In terms of how you keep track of what you’re working on, you may already have your own system of doing this, but if you want to be even more efficient, you can look online for helpful efficiency tools. I’m a big fan of the Trello board, which is a free online project management tool that helps you organise your workflow and keep track of your progress on different assignments. You could create a board with three different columns – one column for ‘pending’, one for ‘in progress’ and one for ‘complete’. As soon as you’re handed a piece of homework, you create a card for it in the ‘pending’ column, with the title including the A-level subject it’s for and a brief description of the task, such as ‘English Lit: Wuthering Heights Heathcliff essay’. You can then mark the deadline on the card and include in the notes details of the title, resources and what you’re expected to discuss. Cards in the ‘pending’ column can be organised with the assignment due soonest at the top, with progressively later deadlines lower down. Once you start working on the essay, you drag and drop the card into the ‘in progress’ column, and when it’s complete, you drag and drop it into the ‘complete’ column. Using a Trello board – or creating a similar system on paper – you’ll easily be able to see what homework assignments you have due and how far you are away from finishing them. You’ll also be able to keep track of all your deadlines on your board.

5. Deadlines

It’s vital that you plan your schedule around when your deadlines are, and that you don’t leave anything until the last minute. Those who manage their time effectively will start planning when to complete their assignment as soon as they get it, and fitting it in around existing deadlines. If it’s going to take longer to complete than another assignment due on the same day or even earlier, you’ll need to ensure that you allow enough time to complete the extra work, even if it means starting it straightaway. We’ve already introduced the idea of a Trello board for keeping track of your deadlines, but you could also do this in your diary and/or weekly planner, or on a separate piece of paper pinned to the wall, providing you don’t inadvertently overlook any (perhaps highlight them in a bright colour so that you can’t miss them).

6. Regular breaks and sleep

Image shows a young woman asleep with a copy of Northanger Abbey open over her face.
Don’t sacrifice sleep for study.

Another important thing to think about in managing your time is to make sure you schedule in regular breaks, and get plenty of sleep. Working yourself too hard – late into the night, for example – will ultimately have the opposite to the desired effect, as it will make you so stressed that you’ll find it hard to cope, and the quality of your work will go down. If you’re managing your time effectively you shouldn’t need to work late into the night, anyway. If you schedule a weekend’s work in, for example, make sure you allow yourself an hour or two off now and then, to give yourself time to relax and as a reward for your hard work. Exercise is also important, as it helps you switch off, keeps you in good health and keeps lethargy at bay.

7. Varying your routine

We mentioned at the start of this article that one of the schools of thought surrounding time management is that ditching your routine keeps things fresh and makes you want to learn. While we wouldn’t advocate doing away with your routine – some sort of structure is vital to ensuring you stay on top of this many subjects – what you can do is apply the principles. For example, as we’ve already advised, you should try not to work for longer than an hour on any particular subject (unless you’re in full flow, of course, in which case it makes sense to take advantage of being ‘in the zone’). You can see switching to a different subject as a kind of break – ‘a change is as good as a rest’, as they say – though do schedule in real breaks as well. However, providing you have enough time before deadlines loom, you can be a little spontaneous in switching subjects around if you’re particularly in the mood for studying a certain topic. Just be careful that you don’t do this so often that you end up losing track of what still needs doing, or neglecting the subjects you least want to study.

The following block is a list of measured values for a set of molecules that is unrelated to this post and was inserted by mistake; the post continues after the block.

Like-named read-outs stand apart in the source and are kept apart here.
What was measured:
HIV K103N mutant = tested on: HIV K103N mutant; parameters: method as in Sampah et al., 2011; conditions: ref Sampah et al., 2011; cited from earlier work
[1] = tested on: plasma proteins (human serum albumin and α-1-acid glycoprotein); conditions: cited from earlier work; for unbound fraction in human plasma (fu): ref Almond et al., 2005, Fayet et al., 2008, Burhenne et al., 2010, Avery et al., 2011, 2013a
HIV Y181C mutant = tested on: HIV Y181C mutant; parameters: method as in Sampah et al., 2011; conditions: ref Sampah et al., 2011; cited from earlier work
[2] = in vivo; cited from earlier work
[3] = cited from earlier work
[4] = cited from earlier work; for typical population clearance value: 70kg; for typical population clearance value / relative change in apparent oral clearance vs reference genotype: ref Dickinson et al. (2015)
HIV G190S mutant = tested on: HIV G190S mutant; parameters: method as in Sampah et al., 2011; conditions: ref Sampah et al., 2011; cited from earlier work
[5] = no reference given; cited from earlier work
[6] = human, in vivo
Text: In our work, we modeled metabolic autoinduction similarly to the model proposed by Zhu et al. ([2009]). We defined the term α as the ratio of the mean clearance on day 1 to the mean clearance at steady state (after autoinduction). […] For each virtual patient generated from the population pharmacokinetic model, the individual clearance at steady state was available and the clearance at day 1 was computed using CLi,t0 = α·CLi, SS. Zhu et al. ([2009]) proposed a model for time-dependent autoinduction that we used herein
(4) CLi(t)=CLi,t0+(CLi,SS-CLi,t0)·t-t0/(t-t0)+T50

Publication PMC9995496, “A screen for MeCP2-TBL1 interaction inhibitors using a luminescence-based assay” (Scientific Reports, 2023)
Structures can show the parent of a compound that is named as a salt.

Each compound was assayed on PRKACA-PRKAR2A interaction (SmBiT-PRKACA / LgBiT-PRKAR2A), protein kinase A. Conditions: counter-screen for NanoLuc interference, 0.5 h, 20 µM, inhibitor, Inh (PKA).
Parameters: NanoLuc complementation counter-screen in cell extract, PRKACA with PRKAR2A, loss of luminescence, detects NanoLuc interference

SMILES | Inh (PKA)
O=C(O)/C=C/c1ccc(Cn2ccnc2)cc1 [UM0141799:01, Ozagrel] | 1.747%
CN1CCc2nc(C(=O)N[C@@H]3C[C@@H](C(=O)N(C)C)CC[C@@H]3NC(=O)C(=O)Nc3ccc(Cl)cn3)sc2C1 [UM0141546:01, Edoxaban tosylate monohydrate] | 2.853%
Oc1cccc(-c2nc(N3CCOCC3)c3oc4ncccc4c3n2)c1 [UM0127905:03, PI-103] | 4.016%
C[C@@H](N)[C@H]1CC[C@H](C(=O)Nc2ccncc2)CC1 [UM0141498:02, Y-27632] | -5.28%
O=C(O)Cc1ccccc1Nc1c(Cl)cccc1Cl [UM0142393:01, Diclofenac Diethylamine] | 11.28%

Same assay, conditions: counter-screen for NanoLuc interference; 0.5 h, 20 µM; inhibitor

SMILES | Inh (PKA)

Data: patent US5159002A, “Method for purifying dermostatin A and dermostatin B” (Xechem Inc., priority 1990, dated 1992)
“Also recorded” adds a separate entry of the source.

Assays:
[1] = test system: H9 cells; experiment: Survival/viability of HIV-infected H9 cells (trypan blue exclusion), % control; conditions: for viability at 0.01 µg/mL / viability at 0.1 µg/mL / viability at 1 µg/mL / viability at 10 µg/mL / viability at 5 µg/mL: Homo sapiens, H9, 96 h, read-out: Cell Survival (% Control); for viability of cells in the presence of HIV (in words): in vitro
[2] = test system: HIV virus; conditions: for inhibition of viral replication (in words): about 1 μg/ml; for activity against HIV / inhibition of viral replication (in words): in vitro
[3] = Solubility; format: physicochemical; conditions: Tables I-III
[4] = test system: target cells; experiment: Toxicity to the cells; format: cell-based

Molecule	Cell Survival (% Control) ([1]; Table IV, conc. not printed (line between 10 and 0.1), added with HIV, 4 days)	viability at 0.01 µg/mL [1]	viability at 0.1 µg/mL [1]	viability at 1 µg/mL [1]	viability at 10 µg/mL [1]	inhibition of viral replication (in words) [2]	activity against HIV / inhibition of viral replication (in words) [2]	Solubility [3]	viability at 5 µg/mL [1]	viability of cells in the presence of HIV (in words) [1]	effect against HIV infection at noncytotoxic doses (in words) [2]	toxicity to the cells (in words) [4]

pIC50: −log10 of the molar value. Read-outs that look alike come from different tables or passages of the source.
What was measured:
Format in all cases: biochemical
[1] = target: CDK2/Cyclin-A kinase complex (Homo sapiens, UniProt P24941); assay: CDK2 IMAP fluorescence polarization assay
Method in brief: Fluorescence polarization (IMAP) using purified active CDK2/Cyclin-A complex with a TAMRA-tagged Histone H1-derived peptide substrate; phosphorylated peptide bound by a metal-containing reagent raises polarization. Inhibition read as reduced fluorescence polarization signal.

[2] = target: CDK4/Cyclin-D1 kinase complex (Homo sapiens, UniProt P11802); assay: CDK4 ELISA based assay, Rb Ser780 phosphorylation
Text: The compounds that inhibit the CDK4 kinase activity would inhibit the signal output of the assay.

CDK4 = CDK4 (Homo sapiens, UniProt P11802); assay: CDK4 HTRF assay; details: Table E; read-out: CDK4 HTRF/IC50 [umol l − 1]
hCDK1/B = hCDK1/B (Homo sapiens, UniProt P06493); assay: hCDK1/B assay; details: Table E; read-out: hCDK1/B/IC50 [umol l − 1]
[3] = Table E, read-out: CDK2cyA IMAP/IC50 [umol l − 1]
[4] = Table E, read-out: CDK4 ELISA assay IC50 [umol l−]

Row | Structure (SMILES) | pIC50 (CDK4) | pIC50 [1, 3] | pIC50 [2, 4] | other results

8. Doing something completely different

Image shows someone running on a beach in golden sunlight.
Going for a run can be invigorating.

You can also keep your mind excited and interested in what you’re studying by scheduling in something completely different from time to time. This could still be loosely academic – going to a museum that’s relevant to one of your A-level courses, for example – or it could be something totally different, such as going for a run or meeting up with friends. Whatever it is, make sure it gets you away from your desk and ideally getting some fresh air. You’d be amazed at how much this will reinvigorate you, so that you’re able to attack your studies with renewed enthusiasm when you return.

9. Don’t lose sight of the bigger picture

When you’re meticulously planning your days and weeks, you may find that you lose the ability to see the wood for the trees. The days and weeks start to fly by in a flurry of work, and before you know it, exam season will be upon you. For this reason, it’s important not to lose sight of the bigger picture as you fill your days with your carefully orchestrated routine. Keep in mind what you’re working towards and make sure you keep reminding yourself that you’re building the foundation for brilliant exam results and then university. This should also help motivate you when times get tough.
The whole idea of time management may sound like a bore, but it’s the secret to being successful when you’re juggling several subjects and a mountain of homework set by different teachers with different deadlines. It’s a skill worth developing now, as it will come in extremely useful when you get to university, and it’ll be something you’ll probably need to be able to demonstrate when you’re applying for jobs after you graduate. It’s an essential life skill, and now’s the perfect time to cultivate it.


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Image credits: banner; studying outside; alarm clock; Trello board; asleep; running